After the match, an Arsenal fan was stabbed to death in Arsenal tube station. Football violence reached a new pitch at Highbury that day. Despite the history of terrace trouble on London derby day, this was the first—and last—time that the ultimate cost of hooliganism became apparent at Highbury. Increased policing and security cameras meant that from then on, fighting between rival firms was squeezed out onto the streets.

Connell remained high-profile through the 1980s, and was again at the forefront during a tear-up with Millwall supporters at the Clock End in January 1988. He is also credited with coining the term Gooner. In the 1980s, word spread that Tottenham fans, in a forthcoming North London derby, were going to mock their Arsenal counterparts by calling them goons. Connell pre-empted Tottenham’s verbal insult by adopting it for Arsenal hooligans. He admitted, “It was originally used by a group of us as our nickname, and although nowadays thousands of Arsenal fans describe themselves as Gooners and there is a fanzine called The Gooner, it certainly wasn’t a widely used phrase back in the day.” I pushed one last question his way, “So is it true that you invented the term Gooner?” “Oh,” he replied, “I wouldn’t say that.”

Connell mellowed as the 1980s came to a close. He continued to follow Arsenal, though, and when Michael Thomas grabbed Arsenal’s late and dramatic winner at Anfield in May 1989 to win their first league title in 18 years, he can clearly be seen pogoing up and down in the Arsenal end, his jester’s hat bobbing. By then, he’d been employed by the Pet Shop Boys to take care of their security, along with friend and fellow fan Peter Andreas. He used his charm and quirky humor (singing daft songs or semi-crushing would-be troublemakers in a bear hug) to prevent trouble.

Pet Shop Boys singer Chris Lowe recalls: “Dainton struck up friendships wherever he went, in any country. He was recognized everywhere, unlike Neil [Tennant] and me!” Whether at an Elton John fancy dress party in white tie and tails, or Matt Lucas’s 30th birthday bash as Dickens character Mr. Pickwick, Connell was happy to mix with anyone, from Brian Eno to former Sex Pistols frontman (and Arsenal fan) John Lydon. A natural showman, he performed with the Pet Shop Boys, appearing in their “So Hard” video from the 1990s and taking his place at the front of the stage in their “Somewhere” residency at the Savoy Theatre. Production artist Sam Taylor-Wood, who largely conceptualized the show, photographed him with a 360-degree camera for her 1998 artwork, Five Revolutionary Seconds X111, while he read a small book of poetry.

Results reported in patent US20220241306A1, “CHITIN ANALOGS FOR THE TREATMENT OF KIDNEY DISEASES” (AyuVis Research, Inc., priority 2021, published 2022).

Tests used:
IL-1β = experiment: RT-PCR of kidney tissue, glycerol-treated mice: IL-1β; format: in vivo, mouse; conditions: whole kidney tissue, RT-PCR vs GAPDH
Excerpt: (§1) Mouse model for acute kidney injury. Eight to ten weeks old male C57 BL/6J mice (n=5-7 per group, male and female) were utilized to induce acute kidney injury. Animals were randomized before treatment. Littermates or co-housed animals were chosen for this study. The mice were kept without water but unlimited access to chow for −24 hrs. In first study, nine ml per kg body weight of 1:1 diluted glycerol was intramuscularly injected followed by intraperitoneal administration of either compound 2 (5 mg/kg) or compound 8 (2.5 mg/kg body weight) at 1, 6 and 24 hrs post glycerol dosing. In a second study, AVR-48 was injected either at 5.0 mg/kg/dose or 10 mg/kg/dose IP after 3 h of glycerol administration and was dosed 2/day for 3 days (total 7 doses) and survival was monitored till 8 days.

As the Pet Shop Boys toured less frequently, Connell juggled family life (he was father to three children) with security work and managing an Oxford Street luggage shop. On the night of the fatal accident in Moscow, he had enjoyed champagne and beluga caviar with the Pet Shop Boys and their entourage and was being driven to a club called The Roof, when the driver lost control and crashed into a tree, and the car plunged into a river.

His name divides opinion. After his death, Arsenal Football Club was criticized by his friends for refusing to allow the wake to be held in their hospitality rooms. Two years later, Islington Borough Council voted to remove a plaque to him on a roundabout near the Emirates Stadium. Yet hooligan-themed message boards (many password protected) are laden with (often) cryptic anecdotes about the Bear, and the Herd’s exploits.

Thirty-one years after the Sunday Times described football as “a slum sport played in slum stadiums increasingly watched by slum people,” the game has been changed beyond recognition by astronomical injections of cash from TV deals. Yet there remains an insatiable lust for tales of terrace battles, and for the camaraderie and the thrill of the fight from that era. The memory of Dainton Connell—loyal friend, freedom fighter, showbiz personality, Arsenal fan, and football hooligan—still looms large in the mind of anyone who crossed his path. And, I expect, it always will.

This article originally appeared in issue 10 of Eight by Eight. Learn more about the current issue here, and follow us on InstagramFacebook, and Twitter.